Noel and I spent our month in Italy combing side streets for out-of-the-way monuments. On foot we hoped to acquire a sense of that country’s architectural flavorings. In Rome’s alleys we ferreted out lesser hunks of ancient ruins, in Venice the cloistered courtyards and canal gardens pocketed off the stony, maze-like footpaths they call streets, and in Florence we spent a warm Sunday morning exploring a section of the ancient and fragmenting city wall that skirts the Oltr’arno district.
Just beyond the city gates we picked up the scent of roasting chicken and rosemary which we followed to a line of people leading to the neighborhood Rosticceria (a place we could never find again for a return engagement, but I digress…) where we bought a whole spitted chicken and crispy flatbread (aka carta di musica) intended for dinner later, but consumed instead during the rest of our walk. That would sum up our trip—following our noses, fired by our combined appetites for structural eccentricities and casual food. What’s so great about foreign countries is, of course, that they’re different from home. And older. They give one a chance to see with new eyes (and taste sensations one will never forget, nor find again). If I were to get started on the music, we’d never get back to the story. But it’s all part of the story.
We were looking for something old to reproduce in a classroom setting—the lesser-known marvels of Italy. What caught our eyes—beyond the dazzling museums and cathedrals of Carrera marble and Breccia limestones, and around the corner from the fortress-like Renaissance palazzi—were the intimate, unassuming Medieval structures of stone, plaster, and brick the color of the surrounding hillsides. What we warmed to were the doorways framed in sandstone (two kinds: pietra forte and pietra serena in earthy grays and ochres), walls of rudimentary bricks fired from fine, terra cotta clays, and the motley facades of rose-to-ochre plaster on the region’s less imposing homes and churches.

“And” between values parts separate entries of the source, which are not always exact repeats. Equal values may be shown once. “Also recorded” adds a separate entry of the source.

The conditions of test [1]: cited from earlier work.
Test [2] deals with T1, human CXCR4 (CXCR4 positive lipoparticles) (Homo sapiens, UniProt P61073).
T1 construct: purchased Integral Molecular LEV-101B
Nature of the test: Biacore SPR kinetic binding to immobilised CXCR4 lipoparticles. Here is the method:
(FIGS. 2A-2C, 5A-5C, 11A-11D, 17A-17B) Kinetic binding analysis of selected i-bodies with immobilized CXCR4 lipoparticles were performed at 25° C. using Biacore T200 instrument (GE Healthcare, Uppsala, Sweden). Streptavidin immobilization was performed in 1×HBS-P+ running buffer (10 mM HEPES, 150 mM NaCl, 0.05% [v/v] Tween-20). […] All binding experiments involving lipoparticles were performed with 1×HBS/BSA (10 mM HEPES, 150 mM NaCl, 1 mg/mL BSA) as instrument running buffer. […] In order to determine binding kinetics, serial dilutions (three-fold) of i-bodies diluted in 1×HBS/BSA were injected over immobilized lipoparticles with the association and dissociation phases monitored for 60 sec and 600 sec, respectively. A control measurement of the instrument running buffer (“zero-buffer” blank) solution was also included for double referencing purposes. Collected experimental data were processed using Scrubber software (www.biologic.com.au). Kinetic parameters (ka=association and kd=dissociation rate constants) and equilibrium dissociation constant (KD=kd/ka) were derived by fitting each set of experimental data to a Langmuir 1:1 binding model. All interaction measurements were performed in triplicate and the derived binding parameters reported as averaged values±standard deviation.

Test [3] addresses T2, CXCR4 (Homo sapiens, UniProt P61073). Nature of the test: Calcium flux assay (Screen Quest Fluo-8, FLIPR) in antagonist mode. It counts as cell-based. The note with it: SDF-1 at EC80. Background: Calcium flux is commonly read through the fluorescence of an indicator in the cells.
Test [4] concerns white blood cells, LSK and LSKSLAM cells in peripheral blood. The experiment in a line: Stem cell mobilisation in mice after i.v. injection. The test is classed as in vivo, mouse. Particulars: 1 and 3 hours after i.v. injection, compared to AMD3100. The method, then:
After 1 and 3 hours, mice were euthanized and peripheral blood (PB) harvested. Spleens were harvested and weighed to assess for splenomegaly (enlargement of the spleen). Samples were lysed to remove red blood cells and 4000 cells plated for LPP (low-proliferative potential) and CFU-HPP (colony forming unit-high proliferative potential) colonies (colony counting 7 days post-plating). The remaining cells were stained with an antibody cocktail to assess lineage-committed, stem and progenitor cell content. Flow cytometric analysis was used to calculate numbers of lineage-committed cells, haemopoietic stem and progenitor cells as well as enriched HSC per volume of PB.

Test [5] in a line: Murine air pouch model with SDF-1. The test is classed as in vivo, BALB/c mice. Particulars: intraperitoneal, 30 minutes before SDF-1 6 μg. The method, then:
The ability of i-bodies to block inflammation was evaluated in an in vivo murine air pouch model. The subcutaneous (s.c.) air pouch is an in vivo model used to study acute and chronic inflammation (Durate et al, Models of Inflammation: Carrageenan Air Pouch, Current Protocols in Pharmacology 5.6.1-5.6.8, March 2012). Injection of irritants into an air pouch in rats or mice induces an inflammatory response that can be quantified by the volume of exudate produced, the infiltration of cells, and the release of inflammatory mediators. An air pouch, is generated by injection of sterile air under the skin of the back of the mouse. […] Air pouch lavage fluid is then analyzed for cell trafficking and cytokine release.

Back home, our task was to condense this month-long visual feast into the bite-sized ruin we promised to teach at the Guild School in a two-day techniques class called Added Attractions. Two days was easy, in theory, not so much in reality, but a great goal for our trip. Months later I would say to Noel, “Just draw what we liked.” While I was working on our week-long class, it was up to him, as chief designer, to leaf through the stacks of trip photos: close-ups of paving stones, weeds dripping from ancient drain pipes, lichen-covered roof tiles, and decaying doorways that led we knew not where. He’s the one who had to revitalize the clouded travel memories and come up with a plausible design–how to introduce people simply to our aged brick, plaster and stone techniques.
After a series of sketches, he came up with the two-sided piece we called Garden Door #7, Italy–aka The Ruin
Starting with a jig saw and 5/8” ply, he cut a ragged outline to suggest the shape of a fragment of a whole garden wall. To build up a door frame and sill, he added pieces of stripwood. The base of ¼” ply is a frame for the surrounding landscape, in this case the stone-paved street on which the wall was situated.